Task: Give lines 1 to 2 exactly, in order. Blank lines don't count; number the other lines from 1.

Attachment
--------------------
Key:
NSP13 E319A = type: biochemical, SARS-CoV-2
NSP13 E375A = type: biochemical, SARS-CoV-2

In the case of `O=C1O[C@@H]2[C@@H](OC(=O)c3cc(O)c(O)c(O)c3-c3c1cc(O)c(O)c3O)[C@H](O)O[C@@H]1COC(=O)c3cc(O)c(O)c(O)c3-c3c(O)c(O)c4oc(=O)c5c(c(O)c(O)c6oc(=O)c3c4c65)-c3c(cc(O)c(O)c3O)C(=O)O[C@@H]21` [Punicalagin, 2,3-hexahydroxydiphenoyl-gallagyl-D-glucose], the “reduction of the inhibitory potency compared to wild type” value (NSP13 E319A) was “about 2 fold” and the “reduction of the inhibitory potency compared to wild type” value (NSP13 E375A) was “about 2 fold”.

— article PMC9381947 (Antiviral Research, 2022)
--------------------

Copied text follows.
Key:
NSP13 E319A = type: biochemical, SARS-CoV-2